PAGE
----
Mining Bitcoin was a huge thing, until suddenly it wasn’t. It is no longer viable to mine Bitcoin on an individual computer. However, there are a bunch of other Cryptocurrencies in which it is viable to mine from home.
Very briefly, mining is the process of solving complex, mathematical problems. Sounds abstract, and even more so when I tell you that miners are at the foundation of cryptocurrency networks. This is because they’re providing a proof of work for the network, which verifies transactions. Ethereum mining, for example, has the miners responsible for creating new Ether tokens, as they’re rewarded in Ether for successfully providing a proof of work task. So, new Ether is distributed to miners.
It may seem perverse, but as more miners join the process, the harder the mathematical problems are to solve. Or, in other words, the more computing power and time it takes, whilst the rewards become smaller. Bitcoin may have become unviable, but many other cryptocurrencies can be mined successfully.
Here are a few to consider, that are generally deemed to still be viable:
Setting up a mining rig
You may have heard the annoyment from gamers that high-end GPUs are profoundly overpriced because of miners. That’s right, graphics cards are bought up by miners because they’re hugely important to the most popular farming method. Dedicated GPU mining rigs are built for the sole purpose of mining and nothing else, to keep costs as efficiently as possible.
As you can imagine, building a mining rig is expensive. It’s an investment, sure, but you’re likely not experienced in mining yet. It’s not that it’s really difficult, but you don’t want to dive in with thousands of dollars of equipment in something you know little about.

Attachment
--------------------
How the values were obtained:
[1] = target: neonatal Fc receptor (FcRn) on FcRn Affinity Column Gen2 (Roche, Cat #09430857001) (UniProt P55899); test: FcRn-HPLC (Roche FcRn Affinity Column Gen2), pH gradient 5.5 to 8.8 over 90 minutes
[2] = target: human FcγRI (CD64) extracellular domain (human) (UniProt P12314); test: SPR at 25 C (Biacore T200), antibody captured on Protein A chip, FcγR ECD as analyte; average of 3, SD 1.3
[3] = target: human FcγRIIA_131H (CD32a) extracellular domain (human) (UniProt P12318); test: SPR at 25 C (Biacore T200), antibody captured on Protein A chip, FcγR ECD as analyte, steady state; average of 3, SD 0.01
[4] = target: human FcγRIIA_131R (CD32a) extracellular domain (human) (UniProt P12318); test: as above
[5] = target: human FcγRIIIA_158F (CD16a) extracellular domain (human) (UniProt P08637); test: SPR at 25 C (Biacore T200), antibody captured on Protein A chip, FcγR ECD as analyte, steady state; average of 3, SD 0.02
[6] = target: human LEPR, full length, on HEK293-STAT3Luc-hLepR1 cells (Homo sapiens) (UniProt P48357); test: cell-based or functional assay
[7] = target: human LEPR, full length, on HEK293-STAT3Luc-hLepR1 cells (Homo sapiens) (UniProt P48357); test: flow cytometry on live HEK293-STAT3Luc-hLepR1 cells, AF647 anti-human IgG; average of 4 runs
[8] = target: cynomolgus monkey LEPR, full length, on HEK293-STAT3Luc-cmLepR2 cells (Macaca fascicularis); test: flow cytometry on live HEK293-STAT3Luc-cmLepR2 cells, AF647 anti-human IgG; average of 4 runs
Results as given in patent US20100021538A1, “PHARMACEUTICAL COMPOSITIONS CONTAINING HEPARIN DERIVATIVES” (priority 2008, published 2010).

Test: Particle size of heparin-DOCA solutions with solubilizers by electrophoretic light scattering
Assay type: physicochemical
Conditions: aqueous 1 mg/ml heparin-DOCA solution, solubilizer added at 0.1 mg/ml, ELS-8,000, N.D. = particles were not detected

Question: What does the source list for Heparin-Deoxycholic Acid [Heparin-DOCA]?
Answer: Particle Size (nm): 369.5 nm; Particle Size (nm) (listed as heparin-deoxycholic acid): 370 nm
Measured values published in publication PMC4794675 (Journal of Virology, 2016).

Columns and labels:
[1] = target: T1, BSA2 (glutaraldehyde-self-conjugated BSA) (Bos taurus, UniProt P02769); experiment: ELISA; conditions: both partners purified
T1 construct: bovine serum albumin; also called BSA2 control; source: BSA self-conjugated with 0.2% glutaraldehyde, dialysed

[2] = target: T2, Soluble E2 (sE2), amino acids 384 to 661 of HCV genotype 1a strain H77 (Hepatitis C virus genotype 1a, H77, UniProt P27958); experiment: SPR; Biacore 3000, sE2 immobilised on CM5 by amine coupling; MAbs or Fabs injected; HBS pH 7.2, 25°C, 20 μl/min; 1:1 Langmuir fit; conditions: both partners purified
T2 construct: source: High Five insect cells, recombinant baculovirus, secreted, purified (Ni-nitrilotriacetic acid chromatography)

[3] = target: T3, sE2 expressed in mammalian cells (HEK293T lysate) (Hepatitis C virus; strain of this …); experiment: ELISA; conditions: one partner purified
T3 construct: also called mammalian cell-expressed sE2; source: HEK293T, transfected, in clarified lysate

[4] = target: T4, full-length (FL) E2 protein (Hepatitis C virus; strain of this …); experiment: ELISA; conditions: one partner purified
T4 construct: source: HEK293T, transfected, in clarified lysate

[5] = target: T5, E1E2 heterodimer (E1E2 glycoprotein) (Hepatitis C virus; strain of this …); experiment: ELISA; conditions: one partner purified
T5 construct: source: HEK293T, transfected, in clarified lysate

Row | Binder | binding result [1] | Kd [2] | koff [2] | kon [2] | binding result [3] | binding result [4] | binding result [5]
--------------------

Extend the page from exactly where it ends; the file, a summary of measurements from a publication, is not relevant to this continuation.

It is possible to rent a rig temporarily to see how you get on. This is how miningrigrentals.com operates, by leasing rigs, giving miners more hash power without having to pay the full price of the rig. This way, you get a free pool selection too. Pooling can be a way to leverage power by sharing resources and splitting costs.
Services like these allow new miners to begin learning about mining at a lower cost, and see if it’s for them. There’s a lot of mining tutorials online, as you would suspect. But, like all forms of monetisation, there’s always exploiting parties…
The dark side of mining
There’s been a cybersecurity risk outbreak recently in which malicious actors trick victims’ phones into mining XMR without knowing. ADB.Miner is a worm that exploits Android devices which expose debug capabilities to the internet. When ABD exposes its control port, the emulator has full access without further authentication. In short, the worm will mine XMR currency and send the tokens to the actor’s wallet address.
Said worm comes in a shell file “Invoke.sh”, which facilitates the worm propagation component “Droidbot” by mass replacing core programs on the device. The worm is spread over the ADB on port 5555.